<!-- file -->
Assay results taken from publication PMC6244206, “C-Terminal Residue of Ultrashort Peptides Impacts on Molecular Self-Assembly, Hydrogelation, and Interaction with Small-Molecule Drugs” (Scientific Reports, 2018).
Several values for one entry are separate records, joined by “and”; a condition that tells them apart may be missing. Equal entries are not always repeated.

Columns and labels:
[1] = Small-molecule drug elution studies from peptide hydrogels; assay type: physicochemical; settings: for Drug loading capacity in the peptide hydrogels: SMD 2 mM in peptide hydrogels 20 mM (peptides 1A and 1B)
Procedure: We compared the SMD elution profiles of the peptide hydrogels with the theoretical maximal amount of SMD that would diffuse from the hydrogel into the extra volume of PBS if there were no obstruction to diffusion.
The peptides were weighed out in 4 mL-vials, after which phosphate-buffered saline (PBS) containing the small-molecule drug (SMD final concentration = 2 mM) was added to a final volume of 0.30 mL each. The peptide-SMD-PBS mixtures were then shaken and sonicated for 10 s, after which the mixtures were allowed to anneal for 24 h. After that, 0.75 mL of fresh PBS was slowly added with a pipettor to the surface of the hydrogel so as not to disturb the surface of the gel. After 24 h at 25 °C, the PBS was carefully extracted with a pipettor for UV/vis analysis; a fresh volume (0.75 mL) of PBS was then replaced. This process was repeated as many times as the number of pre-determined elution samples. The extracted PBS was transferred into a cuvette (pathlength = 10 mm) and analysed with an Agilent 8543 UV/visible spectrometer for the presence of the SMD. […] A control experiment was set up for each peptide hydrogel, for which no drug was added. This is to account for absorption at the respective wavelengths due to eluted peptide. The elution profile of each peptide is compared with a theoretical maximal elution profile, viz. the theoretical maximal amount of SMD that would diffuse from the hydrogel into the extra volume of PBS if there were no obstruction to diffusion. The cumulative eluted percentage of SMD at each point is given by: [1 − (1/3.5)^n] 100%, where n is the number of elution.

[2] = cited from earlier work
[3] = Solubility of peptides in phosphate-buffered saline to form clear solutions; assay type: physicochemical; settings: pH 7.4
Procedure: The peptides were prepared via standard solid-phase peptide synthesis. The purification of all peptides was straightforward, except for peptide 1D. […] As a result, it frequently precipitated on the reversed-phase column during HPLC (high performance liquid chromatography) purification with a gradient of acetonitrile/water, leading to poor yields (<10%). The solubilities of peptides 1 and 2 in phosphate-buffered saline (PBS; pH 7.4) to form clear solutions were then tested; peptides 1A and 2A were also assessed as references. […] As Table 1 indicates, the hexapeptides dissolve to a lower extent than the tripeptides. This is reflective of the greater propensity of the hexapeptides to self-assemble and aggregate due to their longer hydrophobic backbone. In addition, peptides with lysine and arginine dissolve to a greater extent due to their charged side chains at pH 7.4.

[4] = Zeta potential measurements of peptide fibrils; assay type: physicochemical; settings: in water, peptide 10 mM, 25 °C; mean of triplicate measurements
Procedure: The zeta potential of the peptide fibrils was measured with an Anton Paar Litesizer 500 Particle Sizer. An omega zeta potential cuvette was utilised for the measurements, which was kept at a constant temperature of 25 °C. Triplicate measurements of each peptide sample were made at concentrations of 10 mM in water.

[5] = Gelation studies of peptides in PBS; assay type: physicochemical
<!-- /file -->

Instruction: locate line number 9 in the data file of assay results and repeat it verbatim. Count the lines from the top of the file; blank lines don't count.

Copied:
Procedure: The peptides were prepared via standard solid-phase peptide synthesis. The purification of all peptides was straightforward, except for peptide 1D. […] As a result, it frequently precipitated on the reversed-phase column during HPLC (high performance liquid chromatography) purification with a gradient of acetonitrile/water, leading to poor yields (<10%). The solubilities of peptides 1 and 2 in phosphate-buffered saline (PBS; pH 7.4) to form clear solutions were then tested; peptides 1A and 2A were also assessed as references. […] As Table 1 indicates, the hexapeptides dissolve to a lower extent than the tripeptides. This is reflective of the greater propensity of the hexapeptides to self-assemble and aggregate due to their longer hydrophobic backbone. In addition, peptides with lysine and arginine dissolve to a greater extent due to their charged side chains at pH 7.4.